Sen. Richard Blumenthal (D-Conn.), a constant critic of group purchasing organizations, wants to examine whether federal provisions that allow GPOs to collect administrative fees drive up patients' healthcare costs.
Although federal law prohibits hospitals from taking kickbacks from suppliers in exchange for their business, the “safe harbor” provision allows GPOs to collect an administrative fee from suppliers for their role in the negotiation process. Critics argue that the fees—which are often a percentage of the purchase price—give GPOs an incentive to negotiate higher prices instead of cutting the best possible deal for their members.
Blumenthal recently told the New Haven (Conn.) Register that he will encourage the Federal Trade Commission and the Senate to formally examine whether administrative fees are increasing patient costs. The fees are a core source of revenue for the companies. GPOs also provide consulting, software and other services.
“There must be extremely exacting and close, ongoing oversight and scrutiny to ensure that their special treatment under the law is in no way abused,” Blumenthal said.
Blumenthal, the ranking Democratic member on the Senate Veterans' Affairs Committee, has quarreled with the GPO industry before. When he was Connecticut attorney general, he submitted critical testimony regarding GPOs to the Senate Judiciary Committee's Antitrust, Competition Policy and Consumer Rights Subcommittee. His investigation into a membership-based consulting group called the Healthcare Research and Development Institute similarly raised questions about the hospital purchasing process.
“There may well be a need to repeal the safe harbor provisions,” Blumenthal told the Register. “But that's a judgment that I will make after building a factual record and amassing the evidence that will be necessary for any legislative solution to be successful.”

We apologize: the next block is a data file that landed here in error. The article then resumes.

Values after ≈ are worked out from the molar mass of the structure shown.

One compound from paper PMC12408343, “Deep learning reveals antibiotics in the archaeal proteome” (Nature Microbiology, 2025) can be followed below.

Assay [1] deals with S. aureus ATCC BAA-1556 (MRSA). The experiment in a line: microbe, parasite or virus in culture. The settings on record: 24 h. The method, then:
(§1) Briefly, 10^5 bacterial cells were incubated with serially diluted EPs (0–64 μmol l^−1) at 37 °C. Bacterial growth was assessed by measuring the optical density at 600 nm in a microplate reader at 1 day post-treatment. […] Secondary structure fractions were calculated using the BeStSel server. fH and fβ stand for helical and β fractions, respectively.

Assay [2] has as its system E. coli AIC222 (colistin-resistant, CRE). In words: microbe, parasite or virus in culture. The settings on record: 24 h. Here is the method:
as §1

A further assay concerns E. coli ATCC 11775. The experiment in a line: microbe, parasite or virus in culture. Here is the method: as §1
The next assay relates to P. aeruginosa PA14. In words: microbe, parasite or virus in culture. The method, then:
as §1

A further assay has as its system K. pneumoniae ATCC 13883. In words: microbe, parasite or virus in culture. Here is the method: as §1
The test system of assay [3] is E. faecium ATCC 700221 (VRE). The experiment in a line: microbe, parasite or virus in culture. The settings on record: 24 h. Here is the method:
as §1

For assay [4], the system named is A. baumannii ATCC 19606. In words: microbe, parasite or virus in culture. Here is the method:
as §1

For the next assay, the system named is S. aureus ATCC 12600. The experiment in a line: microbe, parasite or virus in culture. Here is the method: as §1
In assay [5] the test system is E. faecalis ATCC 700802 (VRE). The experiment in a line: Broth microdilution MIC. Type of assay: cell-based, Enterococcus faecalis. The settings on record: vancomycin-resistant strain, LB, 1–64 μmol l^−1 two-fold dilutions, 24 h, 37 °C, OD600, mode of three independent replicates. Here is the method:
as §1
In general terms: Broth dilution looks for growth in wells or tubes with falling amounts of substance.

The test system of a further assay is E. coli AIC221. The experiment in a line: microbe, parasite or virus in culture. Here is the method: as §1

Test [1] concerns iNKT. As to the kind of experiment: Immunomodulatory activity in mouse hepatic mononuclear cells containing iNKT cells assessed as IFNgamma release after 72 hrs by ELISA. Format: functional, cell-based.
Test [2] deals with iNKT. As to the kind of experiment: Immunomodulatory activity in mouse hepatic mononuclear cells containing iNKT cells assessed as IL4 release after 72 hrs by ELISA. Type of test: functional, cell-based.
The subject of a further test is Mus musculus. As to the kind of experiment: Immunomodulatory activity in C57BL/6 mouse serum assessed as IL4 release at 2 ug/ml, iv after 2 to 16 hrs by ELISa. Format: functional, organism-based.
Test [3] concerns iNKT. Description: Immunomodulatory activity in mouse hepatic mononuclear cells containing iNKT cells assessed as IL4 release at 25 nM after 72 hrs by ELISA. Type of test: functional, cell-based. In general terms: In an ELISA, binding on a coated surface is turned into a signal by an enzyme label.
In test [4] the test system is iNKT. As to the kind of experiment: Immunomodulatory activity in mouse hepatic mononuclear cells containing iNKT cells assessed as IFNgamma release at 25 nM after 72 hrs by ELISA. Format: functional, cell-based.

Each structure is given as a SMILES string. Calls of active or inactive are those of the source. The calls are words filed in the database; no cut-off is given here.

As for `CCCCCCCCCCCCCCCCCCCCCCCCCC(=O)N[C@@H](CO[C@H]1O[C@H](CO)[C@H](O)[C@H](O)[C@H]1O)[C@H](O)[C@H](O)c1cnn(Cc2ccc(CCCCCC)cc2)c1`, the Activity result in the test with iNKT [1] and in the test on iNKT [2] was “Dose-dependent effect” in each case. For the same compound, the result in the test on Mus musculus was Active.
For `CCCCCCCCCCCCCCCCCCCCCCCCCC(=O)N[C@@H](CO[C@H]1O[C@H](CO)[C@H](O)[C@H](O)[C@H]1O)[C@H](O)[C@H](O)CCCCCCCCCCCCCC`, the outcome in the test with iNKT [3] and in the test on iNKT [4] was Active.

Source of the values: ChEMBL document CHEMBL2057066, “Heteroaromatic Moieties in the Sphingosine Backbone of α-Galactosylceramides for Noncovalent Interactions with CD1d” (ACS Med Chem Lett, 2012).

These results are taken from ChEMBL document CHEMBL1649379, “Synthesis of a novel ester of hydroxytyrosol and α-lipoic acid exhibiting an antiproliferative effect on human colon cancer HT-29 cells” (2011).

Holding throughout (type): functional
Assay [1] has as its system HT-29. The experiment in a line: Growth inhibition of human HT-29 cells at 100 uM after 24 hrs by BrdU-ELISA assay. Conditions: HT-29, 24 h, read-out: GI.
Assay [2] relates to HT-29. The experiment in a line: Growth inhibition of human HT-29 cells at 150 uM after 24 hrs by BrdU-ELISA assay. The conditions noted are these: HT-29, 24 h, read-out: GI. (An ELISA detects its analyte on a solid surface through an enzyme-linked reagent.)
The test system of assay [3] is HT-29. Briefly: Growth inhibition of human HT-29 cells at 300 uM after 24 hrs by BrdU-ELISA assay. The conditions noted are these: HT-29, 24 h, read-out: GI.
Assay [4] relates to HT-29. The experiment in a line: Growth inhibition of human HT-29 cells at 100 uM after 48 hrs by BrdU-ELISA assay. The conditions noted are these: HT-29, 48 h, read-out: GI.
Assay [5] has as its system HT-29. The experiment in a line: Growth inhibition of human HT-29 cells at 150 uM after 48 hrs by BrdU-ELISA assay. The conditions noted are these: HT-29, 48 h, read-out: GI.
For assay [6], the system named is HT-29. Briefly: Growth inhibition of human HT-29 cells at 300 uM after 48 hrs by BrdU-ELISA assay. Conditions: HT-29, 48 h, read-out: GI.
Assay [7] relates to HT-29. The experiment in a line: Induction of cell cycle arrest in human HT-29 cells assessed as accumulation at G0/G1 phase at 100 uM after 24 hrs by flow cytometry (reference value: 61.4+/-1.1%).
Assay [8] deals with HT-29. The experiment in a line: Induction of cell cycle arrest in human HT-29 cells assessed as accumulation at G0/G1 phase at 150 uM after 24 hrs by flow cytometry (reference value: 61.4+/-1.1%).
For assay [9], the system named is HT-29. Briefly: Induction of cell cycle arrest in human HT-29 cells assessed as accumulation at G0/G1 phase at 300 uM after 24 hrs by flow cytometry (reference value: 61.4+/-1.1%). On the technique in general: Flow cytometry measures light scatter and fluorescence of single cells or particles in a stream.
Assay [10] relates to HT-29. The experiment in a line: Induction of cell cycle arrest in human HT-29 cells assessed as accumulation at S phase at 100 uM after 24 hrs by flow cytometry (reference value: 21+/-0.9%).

Physicians Against Drug Shortages, a small group consisting mostly of anesthesiologists and critical-care specialists, has called for repealing the safe harbor, because they say the current GPO model limits competition and incentivizes higher prices. However, GPOs say they've found creative ways to avert drug shortages, by guaranteeing provider demand, helping manufacturers secure active ingredients or establishing their own private labels of popular drugs.
Though GPO leaders are often vocal about issues affecting their industry, their trade group doesn't spend much on lobbying. The Healthcare Supply Chain Association, led by former Amerinet CEO Todd Ebert, spent $310,000 on lobbying in 2015, according to OpenSecrets.org. HSCA listed safe harbor as one of its key issues on federal disclosure forms.
Ebert said in a statement that the GPO business model has been "thoroughly reviewed" by federal agencies, courts and Congress, and the firms operate in line with strict industry-established rules that guard against conflicts of interest. “Congress included the Safe Harbor Provision in its 1987 Medicare and Medicaid Patient Protection Act for a reason: to protect the cost savings realized through lawful GPO practices," he said.
Nonetheless, Ebert said GPOs "believe oversight is important, and welcome Congressional interest as an additional measure" on top of existing rules.